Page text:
BLOOMINGTON, Ind. -- When men make lame excuses for a poor test performance, women don't buy it, according to research just published by Edward Hirt, a social psychologist at Indiana University Bloomington.
Hirt has spent the last 10 years conducting research on this aspect of social psychology that involves the term self-handicapping. The associate professor of psychology is the lead author of "I Know You Self-Handicapped Last Exam: Gender Differences in Reactions to Self-Handicapping" in the current issue of the Journal of Personality and Social Psychology.
"Self-handicapping is defined as an individual's attempt to reduce a threat to esteem by actively seeking or creating factors that interfere with performance as a causal explanation for failure," he explained. "The goals of self-handicapping are to disregard ability as the causal factor for a poor performance and to embrace ability as the causal factor for a success."
His current study of several hundred subjects concentrated on gender differences in how self-handicapping is perceived. "What we found is that women have less tolerance for self-handicapping by men or women. They routinely made more negative evaluations of the self-handicapping targets and were less willing than men to excuse self-handicapping even when alternative explanations for effort withdrawal, such as peer pressure, were viable. We found that women not only are more suspicious of people who blow things off or withdraw effort, but also are more likely to think the person is just generally lazy, unmotivated or lacking in self-control," he said.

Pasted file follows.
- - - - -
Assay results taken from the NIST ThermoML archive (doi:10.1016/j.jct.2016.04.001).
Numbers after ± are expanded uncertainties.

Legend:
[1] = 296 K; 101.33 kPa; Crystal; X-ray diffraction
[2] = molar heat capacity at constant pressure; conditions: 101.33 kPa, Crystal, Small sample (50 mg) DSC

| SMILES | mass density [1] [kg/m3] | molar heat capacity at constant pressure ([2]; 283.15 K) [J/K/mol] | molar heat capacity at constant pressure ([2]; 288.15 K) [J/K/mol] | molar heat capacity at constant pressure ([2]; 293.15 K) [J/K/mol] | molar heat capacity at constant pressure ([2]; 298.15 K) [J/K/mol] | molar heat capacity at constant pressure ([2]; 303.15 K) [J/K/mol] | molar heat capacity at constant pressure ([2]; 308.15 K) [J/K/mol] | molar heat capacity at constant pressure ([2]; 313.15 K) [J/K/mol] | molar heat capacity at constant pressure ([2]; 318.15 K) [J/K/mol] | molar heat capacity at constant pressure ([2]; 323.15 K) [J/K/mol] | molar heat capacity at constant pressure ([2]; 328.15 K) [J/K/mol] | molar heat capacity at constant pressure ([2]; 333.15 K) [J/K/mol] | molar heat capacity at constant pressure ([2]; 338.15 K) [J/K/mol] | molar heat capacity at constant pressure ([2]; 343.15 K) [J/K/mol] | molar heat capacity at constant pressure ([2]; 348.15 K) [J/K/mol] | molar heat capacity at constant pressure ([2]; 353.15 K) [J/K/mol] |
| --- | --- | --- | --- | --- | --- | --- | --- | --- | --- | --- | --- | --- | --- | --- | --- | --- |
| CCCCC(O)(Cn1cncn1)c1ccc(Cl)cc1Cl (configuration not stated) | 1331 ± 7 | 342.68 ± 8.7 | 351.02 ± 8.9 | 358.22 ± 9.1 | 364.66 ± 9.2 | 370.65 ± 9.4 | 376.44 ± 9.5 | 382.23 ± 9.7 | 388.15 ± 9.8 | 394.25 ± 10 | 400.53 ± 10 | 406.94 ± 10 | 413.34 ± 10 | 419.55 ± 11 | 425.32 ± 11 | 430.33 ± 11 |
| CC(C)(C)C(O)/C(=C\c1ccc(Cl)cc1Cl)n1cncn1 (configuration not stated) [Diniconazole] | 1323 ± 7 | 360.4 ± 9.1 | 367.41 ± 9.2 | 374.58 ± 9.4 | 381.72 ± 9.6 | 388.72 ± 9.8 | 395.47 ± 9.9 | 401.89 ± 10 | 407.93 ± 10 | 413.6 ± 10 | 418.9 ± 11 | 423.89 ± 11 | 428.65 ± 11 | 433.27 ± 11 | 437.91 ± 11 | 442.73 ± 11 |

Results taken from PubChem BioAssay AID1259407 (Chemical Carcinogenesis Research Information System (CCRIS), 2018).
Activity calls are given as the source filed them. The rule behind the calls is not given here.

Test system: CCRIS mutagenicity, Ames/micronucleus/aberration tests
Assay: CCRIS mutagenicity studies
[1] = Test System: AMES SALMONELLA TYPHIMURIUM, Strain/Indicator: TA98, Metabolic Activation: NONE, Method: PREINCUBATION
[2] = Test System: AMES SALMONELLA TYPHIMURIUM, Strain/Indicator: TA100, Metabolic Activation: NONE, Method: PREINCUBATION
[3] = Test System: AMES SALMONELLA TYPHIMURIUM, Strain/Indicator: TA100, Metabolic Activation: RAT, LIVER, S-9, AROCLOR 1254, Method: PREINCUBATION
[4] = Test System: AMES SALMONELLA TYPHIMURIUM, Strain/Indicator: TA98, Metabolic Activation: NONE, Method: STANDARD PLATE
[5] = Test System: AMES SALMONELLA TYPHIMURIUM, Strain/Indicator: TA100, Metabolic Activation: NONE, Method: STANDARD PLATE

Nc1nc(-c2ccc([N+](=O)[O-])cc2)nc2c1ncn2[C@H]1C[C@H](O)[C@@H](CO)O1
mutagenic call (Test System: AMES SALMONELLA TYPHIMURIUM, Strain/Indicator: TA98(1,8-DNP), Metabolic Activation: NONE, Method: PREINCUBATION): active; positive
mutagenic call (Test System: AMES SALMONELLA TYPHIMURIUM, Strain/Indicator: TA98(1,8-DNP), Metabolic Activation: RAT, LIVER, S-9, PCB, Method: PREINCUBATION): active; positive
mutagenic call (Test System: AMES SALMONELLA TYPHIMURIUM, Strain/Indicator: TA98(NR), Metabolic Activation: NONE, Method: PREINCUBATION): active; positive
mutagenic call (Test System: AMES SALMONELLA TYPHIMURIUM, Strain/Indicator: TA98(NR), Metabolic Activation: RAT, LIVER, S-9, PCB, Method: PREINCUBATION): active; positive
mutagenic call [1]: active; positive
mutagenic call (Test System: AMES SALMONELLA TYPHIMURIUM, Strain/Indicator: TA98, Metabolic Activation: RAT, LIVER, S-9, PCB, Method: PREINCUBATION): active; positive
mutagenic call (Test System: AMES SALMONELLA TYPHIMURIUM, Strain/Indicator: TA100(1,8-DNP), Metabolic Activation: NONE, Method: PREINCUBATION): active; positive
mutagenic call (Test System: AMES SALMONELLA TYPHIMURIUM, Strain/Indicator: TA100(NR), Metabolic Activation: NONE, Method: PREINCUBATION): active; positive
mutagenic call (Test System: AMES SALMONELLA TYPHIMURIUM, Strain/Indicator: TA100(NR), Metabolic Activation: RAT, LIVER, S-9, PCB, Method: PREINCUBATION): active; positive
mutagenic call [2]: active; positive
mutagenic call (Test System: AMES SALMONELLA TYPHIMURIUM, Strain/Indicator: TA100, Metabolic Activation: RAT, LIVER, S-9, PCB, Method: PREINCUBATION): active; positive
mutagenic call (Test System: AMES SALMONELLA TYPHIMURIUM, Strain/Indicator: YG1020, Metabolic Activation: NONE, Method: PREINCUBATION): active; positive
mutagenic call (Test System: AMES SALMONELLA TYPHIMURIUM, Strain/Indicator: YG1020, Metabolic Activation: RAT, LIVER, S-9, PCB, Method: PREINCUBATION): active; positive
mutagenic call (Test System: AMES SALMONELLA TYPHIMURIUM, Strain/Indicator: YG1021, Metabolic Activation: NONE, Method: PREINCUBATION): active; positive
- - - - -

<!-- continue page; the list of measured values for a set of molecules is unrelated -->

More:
Hirt believes these findings reflect a fundamental difference between men and women in what they value in performance settings. "Men were far more lenient in their attributions of self-handicapping targets than were women and less likely to ascribe negative motivations to individuals who engage in self-handicapping behavior. Women, however, have little respect for individuals who lack motivation and fail to put forth the effort in important performance settings," he said. He noted an interesting paradox: those most inclined to engage in self-handicapping behavior are less likely to attribute that motive to others.
Hirt said researchers want to develop a better understanding of the sources of such gender differences in value orientation. "It may be that the sex differences we have observed are simply another manifestation of broad gender differences in personality," he said.
Assisting Hirt with the journal article were IU psychology graduate students Sean McCrea and Hillary Boris.
For more details, contact Hirt at 812-855-4815 or firstname.lastname@example.org.